Article II, Section 3:
He shall from time to time give to the Congress Information of the State of the Union, and recommend to their Consideration such Measures as he shall judge necessary and expedient; he may, on extraordinary Occasions, convene both Houses, or either of them, and in Case of Disagreement between them, with Respect to the Time of Adjournment, he may adjourn them to such Time as he shall think proper; he shall receive Ambassadors and other public Ministers; he shall take Care that the Laws be faithfully executed, and shall Commission all the Officers of the United States.
The Supreme Court considered the nature of executive privilege in a statutory context in its 1977 decision of Nixon v. Administrator of General Services (Nixon II).1 In that case, former President Nixon challenged the Presidential Recordings and Materials Preservation Act, a statute that nullified a contract that gave Nixon control over his own presidential records. The Act instead established a process to secure and preserve his records with a government agency.2 Along with other claims, Nixon argued that provisions of the law permitting the screening and cataloguing of presidential materials by executive branch archivists impermissibly infringed on his Privilege. Nixon II was therefore distinct from Nixon I, because it concerned disclosure within the executive branch pursuant to a statutory provision, rather than disclosure outside the executive branch pursuant to a subpoena.
The Court rejected former President Nixon’s position, holding that the statutory arrangement for preservation of the President’s records worked only a “very limited intrusion” into the President’s confidentiality interests, especially given that the law built in safeguards to prevent the public disclosure of protected materials.3 Like the previous cases, the Court engaged in a balancing test, evaluating whether the public interest justified such an intrusion, ultimately holding that it did. Congress had acted, the Court determined, based on a variety of “important objectives,” including to “preserve the materials for legitimate historical and governmental purposes” ; “restore public confidence in our political processes by preserving the materials as a source for facilitating a full airing of the events leading to appellant’s resignation” ; and based on its “need to understand how those political processes had in fact operated in order to gauge the necessity for remedial legislation.” 4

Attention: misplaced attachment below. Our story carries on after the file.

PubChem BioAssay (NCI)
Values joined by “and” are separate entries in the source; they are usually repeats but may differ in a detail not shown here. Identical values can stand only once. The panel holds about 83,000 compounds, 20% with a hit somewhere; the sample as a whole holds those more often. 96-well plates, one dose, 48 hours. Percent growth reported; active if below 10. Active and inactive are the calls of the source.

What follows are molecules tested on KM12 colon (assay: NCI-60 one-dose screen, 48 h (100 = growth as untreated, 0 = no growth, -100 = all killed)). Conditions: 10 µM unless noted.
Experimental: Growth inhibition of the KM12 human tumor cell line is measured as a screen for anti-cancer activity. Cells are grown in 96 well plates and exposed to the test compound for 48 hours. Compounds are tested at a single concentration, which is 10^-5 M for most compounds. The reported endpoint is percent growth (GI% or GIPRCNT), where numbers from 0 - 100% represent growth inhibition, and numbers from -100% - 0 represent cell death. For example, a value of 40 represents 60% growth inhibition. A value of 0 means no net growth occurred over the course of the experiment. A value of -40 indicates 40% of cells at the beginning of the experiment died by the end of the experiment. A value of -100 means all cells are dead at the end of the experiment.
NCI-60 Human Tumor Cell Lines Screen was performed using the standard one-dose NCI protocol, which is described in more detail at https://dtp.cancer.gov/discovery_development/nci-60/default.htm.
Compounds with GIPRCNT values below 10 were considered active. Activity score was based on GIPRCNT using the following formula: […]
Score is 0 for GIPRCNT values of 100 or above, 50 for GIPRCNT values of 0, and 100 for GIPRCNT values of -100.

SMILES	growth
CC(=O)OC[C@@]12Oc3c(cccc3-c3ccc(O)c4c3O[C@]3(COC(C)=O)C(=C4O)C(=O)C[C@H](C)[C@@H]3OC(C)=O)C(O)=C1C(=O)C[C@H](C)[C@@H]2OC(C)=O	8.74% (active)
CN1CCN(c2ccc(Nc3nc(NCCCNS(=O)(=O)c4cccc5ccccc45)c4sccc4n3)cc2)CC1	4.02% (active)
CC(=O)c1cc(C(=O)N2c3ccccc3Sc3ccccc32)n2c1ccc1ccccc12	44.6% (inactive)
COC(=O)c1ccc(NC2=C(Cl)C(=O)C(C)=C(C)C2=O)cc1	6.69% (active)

The Court’s view of the severity of the intrusion appears to have been colored by the fact that the claim was being made by a former President.5 Although recognizing that the Communications Privilege “survives the individual President’s tenure” and thus can be invoked by former Presidents to protect covered communications occurring while in office, the Court nonetheless noted that the President’s interest in confidentiality is “subject to erosion over time after an administration leaves office.” 6
Nixon II also provided the Court’s clearest explanation of the types of communications covered by the Communications Privilege. Interpreting Nixon, the Court held that the “the privilege is limited to communications ‘in performance of [a President’s] responsibilities,’ ‘of his office,’ and made ‘in the process of shaping policies and making decisions.’” 7 This passage reflects the fundamental principle that the Communications Privilege does not act as a generalized safeguard for “Presidential privacy,” but instead protects the public interest in effective and deliberative presidential decisionmaking. As such, the Communications Privilege applies not to all presidential communications, but only those that bear a relationship to a presidential decision.
Nixon II marked the end of President Nixon’s lengthy and largely unsuccessful legal battles over the release of his communications. But the importance of the Nixon-era cases transcends those materials. The cases established the fundamental characteristics of the Communications Privilege: (1) there is a qualified constitutional privilege that provides presumptive protections to confidential communications made to assist presidential decisionmaking; (2) the Communications Privilege can be invoked to resist disclosure of covered communications in various contexts; and (3) the Communications Privilege is not absolute, and can be overcome when the party seeking the information can articulate a sufficient showing of need.
- Nixon v. Adm’r of Gen. Servs., 433 U.S. 425 (1977) [hereinafter Nixon II].
- Id. at 430–33.
- Id. 451 (noting a “consistent historical practice” in which archivists “have performed the identical task in each of the Presidential libraries without any suggestion that such activity has in any way interfered with executive confidentiality” ).
- Id. at 452–54.
- See ArtII.S3.4.9 Former Presidents and the Communications Privilege.
- Nixon II, 433 U.S. at 451.
- Id. at 449 (citations omitted). As such, it was only a “small fraction” of Nixon’s complete collection of presidential records that would be covered by the Privilege. Id. at 454.